At it's basic level, it's anywhere that (with implicit or explicit description), you can have a conversation where you can trust a certain level of common understanding. Note: this does not necessarily mean total agreement or unilateral support for whatever comes out of your mouth.

Which brings me to the next point: In an attempt to formally define an area as a safe space (especially as it pertains to progressive politics), you have to also define unsafe behavior, which means people will ask, which in turn ruffles feathers because when you're dealing with something like a systemic issue (racism, misogyny that enables assault, etc.) that permeate the concept of acceptable behavior for the unaffected, you create rhetorical combat: the people perpetrating the behavior that people need relief from don't acknowledge its existence and, in turn, feel accused. (I get it, and it's a problem the left needs to get way, way better at. I'm working on it in my tiny, raging at the storm-way).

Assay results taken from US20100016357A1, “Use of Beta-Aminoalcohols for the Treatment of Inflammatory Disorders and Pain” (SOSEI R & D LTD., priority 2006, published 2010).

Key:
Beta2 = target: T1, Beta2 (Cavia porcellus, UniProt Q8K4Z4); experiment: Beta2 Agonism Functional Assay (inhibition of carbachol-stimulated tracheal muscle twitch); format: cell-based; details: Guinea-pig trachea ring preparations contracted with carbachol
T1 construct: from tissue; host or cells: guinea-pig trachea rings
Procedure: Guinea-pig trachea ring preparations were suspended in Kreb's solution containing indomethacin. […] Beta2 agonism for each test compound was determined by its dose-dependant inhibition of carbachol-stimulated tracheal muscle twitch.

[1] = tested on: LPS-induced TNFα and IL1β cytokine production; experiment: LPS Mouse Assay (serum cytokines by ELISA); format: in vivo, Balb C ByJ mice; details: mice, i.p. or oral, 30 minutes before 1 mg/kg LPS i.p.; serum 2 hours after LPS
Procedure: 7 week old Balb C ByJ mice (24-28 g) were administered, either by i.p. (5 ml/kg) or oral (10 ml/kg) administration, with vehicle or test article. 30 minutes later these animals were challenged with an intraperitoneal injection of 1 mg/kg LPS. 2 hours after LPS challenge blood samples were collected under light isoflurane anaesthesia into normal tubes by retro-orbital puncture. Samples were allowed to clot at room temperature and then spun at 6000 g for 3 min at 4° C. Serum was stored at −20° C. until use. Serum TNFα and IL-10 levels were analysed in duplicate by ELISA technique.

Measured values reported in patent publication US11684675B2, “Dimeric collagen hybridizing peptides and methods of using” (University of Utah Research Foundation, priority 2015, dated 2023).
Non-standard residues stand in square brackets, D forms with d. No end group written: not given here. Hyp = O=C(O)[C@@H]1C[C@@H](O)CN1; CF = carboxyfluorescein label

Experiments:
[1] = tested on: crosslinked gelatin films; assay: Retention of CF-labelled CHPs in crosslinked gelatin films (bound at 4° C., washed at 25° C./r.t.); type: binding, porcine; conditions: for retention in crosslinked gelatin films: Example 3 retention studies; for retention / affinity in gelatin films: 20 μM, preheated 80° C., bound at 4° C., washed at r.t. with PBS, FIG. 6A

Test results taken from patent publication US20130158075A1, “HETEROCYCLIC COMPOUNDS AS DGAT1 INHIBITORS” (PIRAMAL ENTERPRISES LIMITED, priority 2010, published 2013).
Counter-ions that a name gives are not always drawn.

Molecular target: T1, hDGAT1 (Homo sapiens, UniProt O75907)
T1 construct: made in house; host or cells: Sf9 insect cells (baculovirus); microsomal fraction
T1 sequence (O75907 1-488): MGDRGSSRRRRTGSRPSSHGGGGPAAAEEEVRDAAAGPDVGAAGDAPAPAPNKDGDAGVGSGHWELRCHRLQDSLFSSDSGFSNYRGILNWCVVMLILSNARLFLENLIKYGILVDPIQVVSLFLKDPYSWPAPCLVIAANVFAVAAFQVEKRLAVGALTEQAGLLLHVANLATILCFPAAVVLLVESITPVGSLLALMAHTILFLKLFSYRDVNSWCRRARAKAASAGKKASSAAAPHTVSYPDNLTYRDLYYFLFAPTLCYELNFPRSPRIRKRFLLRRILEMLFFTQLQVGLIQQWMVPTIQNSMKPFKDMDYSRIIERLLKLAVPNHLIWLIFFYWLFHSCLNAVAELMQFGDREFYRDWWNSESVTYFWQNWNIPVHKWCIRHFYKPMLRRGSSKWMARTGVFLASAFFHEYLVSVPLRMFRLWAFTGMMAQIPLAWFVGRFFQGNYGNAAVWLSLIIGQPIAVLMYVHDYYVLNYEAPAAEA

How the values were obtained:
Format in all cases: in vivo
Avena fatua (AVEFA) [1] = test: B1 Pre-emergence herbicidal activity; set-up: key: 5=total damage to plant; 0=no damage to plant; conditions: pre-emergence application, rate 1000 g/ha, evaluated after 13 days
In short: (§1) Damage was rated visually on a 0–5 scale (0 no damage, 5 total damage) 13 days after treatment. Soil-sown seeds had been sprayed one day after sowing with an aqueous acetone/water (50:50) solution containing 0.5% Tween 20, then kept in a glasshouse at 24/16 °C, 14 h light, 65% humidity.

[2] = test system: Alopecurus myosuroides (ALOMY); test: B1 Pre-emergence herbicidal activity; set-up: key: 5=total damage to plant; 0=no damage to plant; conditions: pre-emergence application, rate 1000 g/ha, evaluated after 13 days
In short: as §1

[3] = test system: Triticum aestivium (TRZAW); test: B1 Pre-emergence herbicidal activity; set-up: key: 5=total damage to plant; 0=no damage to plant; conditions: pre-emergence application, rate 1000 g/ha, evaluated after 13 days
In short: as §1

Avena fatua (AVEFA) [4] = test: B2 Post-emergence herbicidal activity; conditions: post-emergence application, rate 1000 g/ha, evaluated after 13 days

Back to the Beginning

Look. Neither political ideology nor past behavior precludes someone from having access to a safe space. And as much as it can be uncomfortable to admit, people in powerful positions can experience acute harassment. Dismissing either is asking for trouble but, more importantly, it's a dick move.

That is something we need to remind ourselves of constantly. No matter how much this administration and its supporters may rail against the very idea, they are still allowed to have their own safe spaces. It's human nature to seek them, it's human nature to build them. I won't take it away from anyone. (By the way, this, of course, does not mean they can invade someone else's space under that same position of tolerance).

However, what cannot be tolerated is the dismissal, their devaluation, or their cynical invocation of a safe space, of harassment, to avoid disagreement, dialogue, or criticism, especially for public statements and behavior. And that's what the president-elect did.

It's going to be a long four years, folks.